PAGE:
Choosing a Value-Based Care Model
A value-based care model, or a value-based healthcare framework, revolves around patient care and how well providers can improve patient-centered outcomes based on a series of predetermined metrics. The values of outcome-based practices center around these patient-centered outcomes. There are various different types of value-based care models, so it’s important to understand your organization’s specific needs and goals before implementing any one of these models or frameworks.
There are many different resources about the theories and models of outcome-based practice. The outcomes management model, for instance, tracks patient progress over time in order to assess the effectiveness of different services in delivering desired outcomes.
A good value-based healthcare model will outline the steps necessary to achieve certain goals, as well as strategies for improving existing practices. Theories and models of outcome-based practice vary depending on a number of factors, but most share a common goal: to improve patient outcomes.
Above all, providers should keep in mind the ultimate values of outcome-based practice, which are to deliver quality patient care and to address patient-centered needs in a personalized way. Having a clear goal in mind and following the principles of outcome-based practice can help healthcare providers better serve their patients.
Value-Based Reimbursement Models in Healthcare
What is value-based reimbursement? Value-based reimbursement models in healthcare incentivize providers to deliver quality care to patients. This type of model operates similar to the fee-for-service approach, but instead of being rewarded based on simply the number of people seen, providers are reimbursed based on the value they offer patients. Value-based payment models often pay providers according to a set of outlined objectives for improving patient treatment.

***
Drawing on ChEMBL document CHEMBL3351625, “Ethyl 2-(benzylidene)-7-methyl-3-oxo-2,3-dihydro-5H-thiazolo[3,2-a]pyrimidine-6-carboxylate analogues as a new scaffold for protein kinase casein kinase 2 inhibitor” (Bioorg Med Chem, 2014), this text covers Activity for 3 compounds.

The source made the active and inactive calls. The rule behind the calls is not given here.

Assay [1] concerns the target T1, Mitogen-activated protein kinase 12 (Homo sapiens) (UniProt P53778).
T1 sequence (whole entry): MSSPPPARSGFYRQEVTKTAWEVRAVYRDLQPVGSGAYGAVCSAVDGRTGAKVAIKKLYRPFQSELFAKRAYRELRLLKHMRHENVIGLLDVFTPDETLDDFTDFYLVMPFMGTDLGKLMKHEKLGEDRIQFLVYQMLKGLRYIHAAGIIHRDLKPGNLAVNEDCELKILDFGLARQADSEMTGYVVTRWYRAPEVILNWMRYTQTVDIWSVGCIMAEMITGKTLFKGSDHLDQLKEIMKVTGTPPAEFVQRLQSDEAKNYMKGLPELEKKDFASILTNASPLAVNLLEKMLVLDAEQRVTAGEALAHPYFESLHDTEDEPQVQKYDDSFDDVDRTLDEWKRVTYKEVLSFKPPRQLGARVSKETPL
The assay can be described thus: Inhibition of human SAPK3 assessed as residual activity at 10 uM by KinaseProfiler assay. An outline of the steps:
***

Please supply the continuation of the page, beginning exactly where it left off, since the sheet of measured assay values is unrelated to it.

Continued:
From a patient perspective, value-based care payment models are ideal in many ways. For one, it assures them that they’re getting quality care, but it also ensures that they are treated as individual people with individual needs rather than just another face in the crowd. This is why transitioning from fee-for-service to value-based reimbursement makes sense for healthcare organizations that wish to remain relevant to the patients they serve. As more and more providers adopt outcome-based reimbursement healthcare, learning to be flexible in this way will become critical.
Examples of Outcome Measures in Healthcare
Value-based healthcare can be confusing. Thankfully, there are many examples of outcome measures in healthcare you can turn to for advice and guidance on how to implement this approach in your own work. You can find examples of process measures in healthcare, as well as patient outcome examples, outcome-based approach examples, and other value-based care examples. If possible, look for an outcome-focused care plan template or outcome management in healthcare PPT to help you design a general plan or framework that you can then work to implement in practice.
One outcome-focused care example to consider is an IHS partnering with a pharmaceutical on a set of outcomes. These outcomes might include lowering the cost of care for cancer patients by 20%, reducing readmission rates by improving dosing adherence by 10%, and decreasing PMPM (per member per month) cost within the Type 2 diabetic population by 15%.
MetaCX promotes alignment between health providers and the vendors work with. Additionally, the MetaCX Business Value Network offers resources to help organizations align on expected patient outcomes. Reach out to MetaCX today to learn more about our services and see how we can help your organization implement outcome measures in your healthcare practices.